I don't use emojis, irony is better, you decide

Mel

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Ye gods.  Wot yer bletherin' on about man?!



I'm tired of people bein' ugly to each other. It feels like pieces of glass in my head. - John Coffey, The Green Mile

barewirewalker

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Why not go for a good blether,
for me it is quality of way, to the Greater Red Socked Rambler as spotted by Ninthace that might be a couple of feet of misguided ploughing or an errant patch of nettles, even an neglected top rail of a style, but I sympathize with Steamy Teas breathless awe at natures wonders. Where will our wandering take us, some seek destinations, and others want ways that cover distance or physical challenge. Terrain gives us those, when the harvest is finished Mrs BWW loves to walking stubble and hear the rustle and clatter of crisp short straw against her boots, to me the wonder of her exhilaration releases endorfins that the confuse the adrenaline pumping out of the distant viewer raging, 2your off the right of way 2. Is it the panoply human experience that fascinates us, there those who look at a map and see little and others may seek a cupboard door and find Narnia beyond.
Phew now my fingers are really knotted up   :-[
BWW
Their Land is in Our Country.

SteamyTea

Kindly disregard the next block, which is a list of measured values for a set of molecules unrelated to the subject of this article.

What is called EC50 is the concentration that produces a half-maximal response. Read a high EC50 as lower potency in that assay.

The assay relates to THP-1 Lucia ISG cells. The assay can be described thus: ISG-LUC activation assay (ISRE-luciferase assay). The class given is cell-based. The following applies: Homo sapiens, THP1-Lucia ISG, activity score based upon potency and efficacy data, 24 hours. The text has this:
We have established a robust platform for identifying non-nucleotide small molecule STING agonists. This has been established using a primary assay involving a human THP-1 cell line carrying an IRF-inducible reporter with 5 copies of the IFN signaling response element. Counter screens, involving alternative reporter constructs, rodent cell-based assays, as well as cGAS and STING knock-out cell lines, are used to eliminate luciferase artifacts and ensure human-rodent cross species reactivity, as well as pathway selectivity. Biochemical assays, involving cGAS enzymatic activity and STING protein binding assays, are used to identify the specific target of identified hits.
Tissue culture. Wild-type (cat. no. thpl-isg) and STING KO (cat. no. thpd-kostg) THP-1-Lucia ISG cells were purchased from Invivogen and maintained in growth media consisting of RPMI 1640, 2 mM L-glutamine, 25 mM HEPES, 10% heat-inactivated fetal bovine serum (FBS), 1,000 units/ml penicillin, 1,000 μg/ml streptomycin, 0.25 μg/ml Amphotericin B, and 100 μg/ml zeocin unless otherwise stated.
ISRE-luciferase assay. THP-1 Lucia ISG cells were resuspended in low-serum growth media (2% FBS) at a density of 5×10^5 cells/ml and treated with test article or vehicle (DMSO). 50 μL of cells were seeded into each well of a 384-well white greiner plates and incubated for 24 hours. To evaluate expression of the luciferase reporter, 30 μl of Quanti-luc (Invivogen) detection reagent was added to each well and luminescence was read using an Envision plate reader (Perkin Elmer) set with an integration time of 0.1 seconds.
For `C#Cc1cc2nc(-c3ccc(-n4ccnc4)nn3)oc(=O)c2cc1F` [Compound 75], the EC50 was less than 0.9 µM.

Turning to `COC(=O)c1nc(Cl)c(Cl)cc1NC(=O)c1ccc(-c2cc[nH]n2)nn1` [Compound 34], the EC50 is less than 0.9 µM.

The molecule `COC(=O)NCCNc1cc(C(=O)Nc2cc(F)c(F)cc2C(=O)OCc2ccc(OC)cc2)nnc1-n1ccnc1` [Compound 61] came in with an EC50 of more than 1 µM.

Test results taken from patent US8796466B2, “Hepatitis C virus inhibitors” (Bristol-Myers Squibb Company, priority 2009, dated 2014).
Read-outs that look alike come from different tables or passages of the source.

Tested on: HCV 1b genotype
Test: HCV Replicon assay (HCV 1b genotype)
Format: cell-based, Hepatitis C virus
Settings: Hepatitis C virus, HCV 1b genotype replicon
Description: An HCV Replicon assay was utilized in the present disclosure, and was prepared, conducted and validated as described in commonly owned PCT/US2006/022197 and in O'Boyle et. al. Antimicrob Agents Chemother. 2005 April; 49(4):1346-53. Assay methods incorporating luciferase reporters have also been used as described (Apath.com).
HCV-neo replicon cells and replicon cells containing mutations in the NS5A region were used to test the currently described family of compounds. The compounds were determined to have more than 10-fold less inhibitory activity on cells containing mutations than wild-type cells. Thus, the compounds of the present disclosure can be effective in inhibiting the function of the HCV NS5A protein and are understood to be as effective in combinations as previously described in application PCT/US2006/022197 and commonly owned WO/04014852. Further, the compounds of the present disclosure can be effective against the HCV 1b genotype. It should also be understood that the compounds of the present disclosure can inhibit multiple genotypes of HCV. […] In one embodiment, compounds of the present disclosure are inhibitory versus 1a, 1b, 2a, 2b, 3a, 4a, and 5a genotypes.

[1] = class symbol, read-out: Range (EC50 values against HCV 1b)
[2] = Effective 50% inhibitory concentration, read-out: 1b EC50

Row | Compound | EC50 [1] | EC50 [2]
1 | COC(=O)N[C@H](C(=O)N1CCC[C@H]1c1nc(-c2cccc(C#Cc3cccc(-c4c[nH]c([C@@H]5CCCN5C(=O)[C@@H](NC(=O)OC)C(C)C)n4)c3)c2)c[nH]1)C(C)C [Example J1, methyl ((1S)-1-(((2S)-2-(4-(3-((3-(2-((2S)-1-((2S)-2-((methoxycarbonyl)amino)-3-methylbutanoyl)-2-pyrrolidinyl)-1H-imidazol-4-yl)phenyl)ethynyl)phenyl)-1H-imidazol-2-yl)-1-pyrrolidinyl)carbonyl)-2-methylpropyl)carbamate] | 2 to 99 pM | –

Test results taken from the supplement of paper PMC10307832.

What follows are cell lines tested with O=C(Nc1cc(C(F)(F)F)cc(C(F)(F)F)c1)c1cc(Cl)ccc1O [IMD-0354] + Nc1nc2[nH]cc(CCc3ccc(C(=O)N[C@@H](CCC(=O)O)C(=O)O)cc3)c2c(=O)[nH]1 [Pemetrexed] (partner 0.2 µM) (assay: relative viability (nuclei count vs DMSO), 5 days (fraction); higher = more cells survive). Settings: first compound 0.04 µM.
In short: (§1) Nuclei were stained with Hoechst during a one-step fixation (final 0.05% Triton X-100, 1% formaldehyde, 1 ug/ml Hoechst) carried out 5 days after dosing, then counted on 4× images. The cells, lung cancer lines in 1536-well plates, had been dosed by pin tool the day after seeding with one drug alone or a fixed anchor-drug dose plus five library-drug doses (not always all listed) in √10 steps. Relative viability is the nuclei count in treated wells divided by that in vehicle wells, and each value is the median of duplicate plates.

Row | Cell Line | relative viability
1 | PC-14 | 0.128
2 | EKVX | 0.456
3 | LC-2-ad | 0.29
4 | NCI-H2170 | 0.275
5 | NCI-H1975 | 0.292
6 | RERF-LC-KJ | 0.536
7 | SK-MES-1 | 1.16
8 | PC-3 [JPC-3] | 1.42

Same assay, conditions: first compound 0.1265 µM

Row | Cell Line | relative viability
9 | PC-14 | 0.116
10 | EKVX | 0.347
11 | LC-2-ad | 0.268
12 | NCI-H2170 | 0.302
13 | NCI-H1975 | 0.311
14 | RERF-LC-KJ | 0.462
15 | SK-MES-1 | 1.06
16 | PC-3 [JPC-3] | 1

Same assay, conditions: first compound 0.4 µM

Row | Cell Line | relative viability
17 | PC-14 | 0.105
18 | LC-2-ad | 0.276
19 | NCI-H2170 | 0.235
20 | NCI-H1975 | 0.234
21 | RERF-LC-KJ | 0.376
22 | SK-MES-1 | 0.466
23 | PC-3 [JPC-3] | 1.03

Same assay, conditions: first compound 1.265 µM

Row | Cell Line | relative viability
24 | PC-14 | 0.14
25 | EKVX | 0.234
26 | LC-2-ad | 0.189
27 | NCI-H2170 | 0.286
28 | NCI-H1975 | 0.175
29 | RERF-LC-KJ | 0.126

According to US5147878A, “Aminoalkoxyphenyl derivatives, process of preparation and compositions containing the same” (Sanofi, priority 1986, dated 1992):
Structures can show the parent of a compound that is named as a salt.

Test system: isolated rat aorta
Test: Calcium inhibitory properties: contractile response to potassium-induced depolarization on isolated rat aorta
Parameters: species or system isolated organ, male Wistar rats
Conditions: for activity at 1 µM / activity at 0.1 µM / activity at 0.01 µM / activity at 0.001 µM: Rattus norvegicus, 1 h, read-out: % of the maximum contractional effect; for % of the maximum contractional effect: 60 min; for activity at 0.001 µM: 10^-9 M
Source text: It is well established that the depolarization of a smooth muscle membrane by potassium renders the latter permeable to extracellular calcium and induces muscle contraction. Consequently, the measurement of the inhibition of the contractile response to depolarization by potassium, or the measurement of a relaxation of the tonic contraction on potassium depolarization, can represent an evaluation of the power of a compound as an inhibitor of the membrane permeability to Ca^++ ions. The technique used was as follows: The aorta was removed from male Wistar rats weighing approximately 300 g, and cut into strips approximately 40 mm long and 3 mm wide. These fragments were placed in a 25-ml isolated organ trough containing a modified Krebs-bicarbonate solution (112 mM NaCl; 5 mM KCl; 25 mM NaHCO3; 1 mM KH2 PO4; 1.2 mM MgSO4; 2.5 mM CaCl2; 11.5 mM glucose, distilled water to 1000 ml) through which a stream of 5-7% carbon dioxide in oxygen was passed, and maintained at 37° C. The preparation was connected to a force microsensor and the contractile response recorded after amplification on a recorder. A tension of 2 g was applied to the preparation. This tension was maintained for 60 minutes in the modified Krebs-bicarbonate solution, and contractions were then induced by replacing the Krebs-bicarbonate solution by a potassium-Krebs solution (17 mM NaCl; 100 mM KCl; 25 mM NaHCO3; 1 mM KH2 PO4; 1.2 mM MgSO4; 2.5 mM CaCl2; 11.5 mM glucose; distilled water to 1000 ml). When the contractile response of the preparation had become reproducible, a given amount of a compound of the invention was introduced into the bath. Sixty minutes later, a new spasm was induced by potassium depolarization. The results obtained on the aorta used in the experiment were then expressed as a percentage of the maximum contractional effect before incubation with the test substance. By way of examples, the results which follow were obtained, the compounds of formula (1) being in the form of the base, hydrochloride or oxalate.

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there those who look at a map and see little and others may seek a cupboard door and find Narnia beyond.
Now you are talking. We have a stock cupboard at work, and when customers are allowed in, I sometimes, when we are really busy, have to go into this cupboard.
I tell everyone that I have had enough and the unknowns of Narnia are preferable.
Usually come out with some bags or flour.
I don't use emojis, irony is better, you decide

GinAndPlatonic

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Why not go for a good blether,

Phew now my fingers are really knotted up   :-[
quote : " When you think out loud you detect and explore ideas and concepts which are either unknown, or as yet unexplored " .   O0




Now you are talking. We have a stock cupboard at work, and when customers are allowed in, I sometimes, when we are really busy, have to go into this cupboard.
I tell everyone that I have had enough and the unknowns of Narnia are preferable.
Usually come out with some bags or flour.
            O0
A bit like life . But sometimes , just sometimes , we come out of the flour cupboard with magic in our hands ...